Visiting Miranda Holiday Park

By: Jill Malcolm, Photography by: Jill Malcolm

Visiting Miranda Holiday Park There are many sites and you can choose to be as sociable or as private as you like Visiting Miranda Holiday Park
Visiting Miranda Holiday Park Looking across Miranda’s chenier plains to the Coromandel Peninsula Visiting Miranda Holiday Park
Visiting Miranda Holiday Park The well-equipped playground has plenty to keep the kids busy Visiting Miranda Holiday Park
Visiting Miranda Holiday Park Rustic signage suits the welcoming ambience Visiting Miranda Holiday Park
Visiting Miranda Holiday Park Lone Wolf – happy and secure and guarding the caravan while his owners are away Visiting Miranda Holiday Park
Visiting Miranda Holiday Park Penned RV sites provide secure playgrounds for dog lovers and their charges Visiting Miranda Holiday Park

The Miranda Holiday Park is likened to a resort, with an inviting 38°C thermal pool, surrounded by rock gardens. Find out how you could win a stay below.

The numerous pockets of hot mineral water that erupt through New Zealand’s outer crust can spring forth in the most unlikely places.

There’s nothing volcanic looking about the flats on the western coast of the Firth of Thames, for instance, and yet at Miranda, a few kilometres north of the Waitakaruru River, an earthly gift of hot mineral water brims to the surface from an old fault line and has given rise to a hot pools complex and a popular campground that is one of the best in the Auckland region.

Built up by the tides from gravel, sand and cockle shells, the low, flat terraces of the Miranda Coast comprise New Zealand’s only chenier plain, and until I went there I’d thought it an incongruous setting for a holiday park.

There’s a hot pool complex next door (a separate entity), but I’d assumed there was not much else. I was wrong. The Miranda Holiday Park offers many options, and I liked its relaxed and friendly atmosphere. Everyone seemed to want everyone else to be having a good time.

The onsite hot water pool is a big draw card

On the Miranda Coast it wasn’t always so. The settlement of Miranda, known to Maori as Pukorokoro, was renamed in1863 after the village was shelled from a flotilla headed by the war ship HMS Miranda. Later 900 government soldiers captured the settlement, built several redoubts, and named one for the ship.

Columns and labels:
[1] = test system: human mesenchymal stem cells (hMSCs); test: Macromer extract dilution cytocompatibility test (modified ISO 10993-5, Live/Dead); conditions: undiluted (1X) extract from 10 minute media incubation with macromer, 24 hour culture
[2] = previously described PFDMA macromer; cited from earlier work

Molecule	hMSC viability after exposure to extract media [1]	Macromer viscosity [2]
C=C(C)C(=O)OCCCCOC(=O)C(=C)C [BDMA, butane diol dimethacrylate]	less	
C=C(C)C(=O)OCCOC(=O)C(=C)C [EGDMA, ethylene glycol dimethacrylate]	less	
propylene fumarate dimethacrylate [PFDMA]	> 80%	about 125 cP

A long drive bordered by Phoenix palms leads to the entrance and the reception office that is based on the ground floor of a two-storied home. We were given a full-blooded welcome, which set a sociable tone for our stay. Several of the 91 powered and unpowered sites were available and we chose a roomy hardstand set between hedges in a quiet location.

I set off to examine our surrounds. The central hub comprises a large kitchen, lounge and TV room, immaculate ablution blocks and laundry, a spacious barbecue area under shading umbrellas, and there’s a dump station (never attractive but always close to RVers’ hearts).

The grounds, enhanced by gardens and copious mature trees, are appealing, and pleasant-looking chalets and family units clustered together along one side of the park. In an area set to one side is the dog owners’ corner, where RVs are allocated large, secure pens so their pooches can run free.

The kitchen and all the amenities of the central hub are immaculate

The Miranda Holiday Park is more like a resort. An inviting 38°C thermal pool is surrounded by rock gardens. I discovered volleyball, tennis and petanque courts, a mini golf course and a giant outdoor game of chess.

Kids were leaping around like demented fleas on a large trampoline, and families were circuiting the pathways in provided mini carts. There’s also a flying fox, a BMX track and a playground.

Frank and Joan were our neighbours. They come here for a break from the city several times a year and were also self-styled tour guides.

"Y’know there’s a good cafe at the pools next door," said Frank. "I think it’s called Hot Springs Kiwi, something like that. And have you been to the Stray Dog Café down the road – great food and a great little art gallery next door. Then there’s the fish and chip shop at Kaiaua."

"And the Woodturners Café," said Joan. "You come here to eat then?" I said. They grinned, "Pretty much," said Frank, "and to read a bit, lie about in the pool, go for bike rides and catch a bit of tennis. We’re keen birdwatchers so we also do a bit of spotting along the shoreline every day." It all sounded good to me.

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